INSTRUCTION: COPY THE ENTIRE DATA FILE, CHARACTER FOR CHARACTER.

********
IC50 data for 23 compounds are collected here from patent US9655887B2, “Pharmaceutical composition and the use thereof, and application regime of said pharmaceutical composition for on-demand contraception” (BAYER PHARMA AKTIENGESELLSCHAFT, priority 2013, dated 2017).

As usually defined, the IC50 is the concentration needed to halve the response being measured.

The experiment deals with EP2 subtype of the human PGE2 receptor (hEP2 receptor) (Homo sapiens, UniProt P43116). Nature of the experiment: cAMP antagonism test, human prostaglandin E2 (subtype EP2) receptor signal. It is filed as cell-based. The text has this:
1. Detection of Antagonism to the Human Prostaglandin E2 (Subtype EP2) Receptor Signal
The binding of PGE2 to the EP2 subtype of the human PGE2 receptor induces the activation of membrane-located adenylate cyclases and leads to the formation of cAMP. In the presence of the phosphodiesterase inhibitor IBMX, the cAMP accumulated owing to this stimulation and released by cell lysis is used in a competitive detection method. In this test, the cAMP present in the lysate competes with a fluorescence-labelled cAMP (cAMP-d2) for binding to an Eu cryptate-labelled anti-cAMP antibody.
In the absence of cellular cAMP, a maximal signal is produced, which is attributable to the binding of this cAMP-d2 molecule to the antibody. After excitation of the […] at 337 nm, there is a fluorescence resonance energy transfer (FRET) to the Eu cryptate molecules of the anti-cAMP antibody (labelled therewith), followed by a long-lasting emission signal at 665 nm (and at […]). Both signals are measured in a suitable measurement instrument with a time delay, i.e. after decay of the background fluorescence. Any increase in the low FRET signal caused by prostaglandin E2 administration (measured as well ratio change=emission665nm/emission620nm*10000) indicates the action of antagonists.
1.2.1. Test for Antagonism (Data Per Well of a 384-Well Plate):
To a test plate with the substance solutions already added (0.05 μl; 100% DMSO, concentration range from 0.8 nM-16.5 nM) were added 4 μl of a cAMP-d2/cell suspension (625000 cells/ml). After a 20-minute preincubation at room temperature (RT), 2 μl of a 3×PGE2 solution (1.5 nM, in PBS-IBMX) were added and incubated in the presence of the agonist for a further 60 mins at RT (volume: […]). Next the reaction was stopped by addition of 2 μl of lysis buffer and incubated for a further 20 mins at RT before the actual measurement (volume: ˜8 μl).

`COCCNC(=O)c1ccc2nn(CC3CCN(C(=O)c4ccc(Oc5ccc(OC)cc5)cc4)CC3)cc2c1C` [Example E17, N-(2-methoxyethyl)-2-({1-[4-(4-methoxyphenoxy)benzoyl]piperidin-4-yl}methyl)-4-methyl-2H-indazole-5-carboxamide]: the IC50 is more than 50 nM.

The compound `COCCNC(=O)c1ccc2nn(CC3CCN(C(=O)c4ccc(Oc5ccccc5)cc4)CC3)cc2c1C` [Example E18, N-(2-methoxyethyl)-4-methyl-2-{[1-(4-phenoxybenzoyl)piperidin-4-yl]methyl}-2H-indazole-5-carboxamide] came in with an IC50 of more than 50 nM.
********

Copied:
IC50 data for 23 compounds are collected here from patent US9655887B2, “Pharmaceutical composition and the use thereof, and application regime of said pharmaceutical composition for on-demand contraception” (BAYER PHARMA AKTIENGESELLSCHAFT, priority 2013, dated 2017).

As usually defined, the IC50 is the concentration needed to halve the response being measured.

The experiment deals with EP2 subtype of the human PGE2 receptor (hEP2 receptor) (Homo sapiens, UniProt P43116). Nature of the experiment: cAMP antagonism test, human prostaglandin E2 (subtype EP2) receptor signal. It is filed as cell-based. The text has this:
1. Detection of Antagonism to the Human Prostaglandin E2 (Subtype EP2) Receptor Signal
The binding of PGE2 to the EP2 subtype of the human PGE2 receptor induces the activation of membrane-located adenylate cyclases and leads to the formation of cAMP. In the presence of the phosphodiesterase inhibitor IBMX, the cAMP accumulated owing to this stimulation and released by cell lysis is used in a competitive detection method. In this test, the cAMP present in the lysate competes with a fluorescence-labelled cAMP (cAMP-d2) for binding to an Eu cryptate-labelled anti-cAMP antibody.
In the absence of cellular cAMP, a maximal signal is produced, which is attributable to the binding of this cAMP-d2 molecule to the antibody. After excitation of the […] at 337 nm, there is a fluorescence resonance energy transfer (FRET) to the Eu cryptate molecules of the anti-cAMP antibody (labelled therewith), followed by a long-lasting emission signal at 665 nm (and at […]). Both signals are measured in a suitable measurement instrument with a time delay, i.e. after decay of the background fluorescence. Any increase in the low FRET signal caused by prostaglandin E2 administration (measured as well ratio change=emission665nm/emission620nm*10000) indicates the action of antagonists.
1.2.1. Test for Antagonism (Data Per Well of a 384-Well Plate):
To a test plate with the substance solutions already added (0.05 μl; 100% DMSO, concentration range from 0.8 nM-16.5 nM) were added 4 μl of a cAMP-d2/cell suspension (625000 cells/ml). After a 20-minute preincubation at room temperature (RT), 2 μl of a 3×PGE2 solution (1.5 nM, in PBS-IBMX) were added and incubated in the presence of the agonist for a further 60 mins at RT (volume: […]). Next the reaction was stopped by addition of 2 μl of lysis buffer and incubated for a further 20 mins at RT before the actual measurement (volume: ˜8 μl).

`COCCNC(=O)c1ccc2nn(CC3CCN(C(=O)c4ccc(Oc5ccc(OC)cc5)cc4)CC3)cc2c1C` [Example E17, N-(2-methoxyethyl)-2-({1-[4-(4-methoxyphenoxy)benzoyl]piperidin-4-yl}methyl)-4-methyl-2H-indazole-5-carboxamide]: the IC50 is more than 50 nM.

The compound `COCCNC(=O)c1ccc2nn(CC3CCN(C(=O)c4ccc(Oc5ccccc5)cc4)CC3)cc2c1C` [Example E18, N-(2-methoxyethyl)-4-methyl-2-{[1-(4-phenoxybenzoyl)piperidin-4-yl]methyl}-2H-indazole-5-carboxamide] came in with an IC50 of more than 50 nM.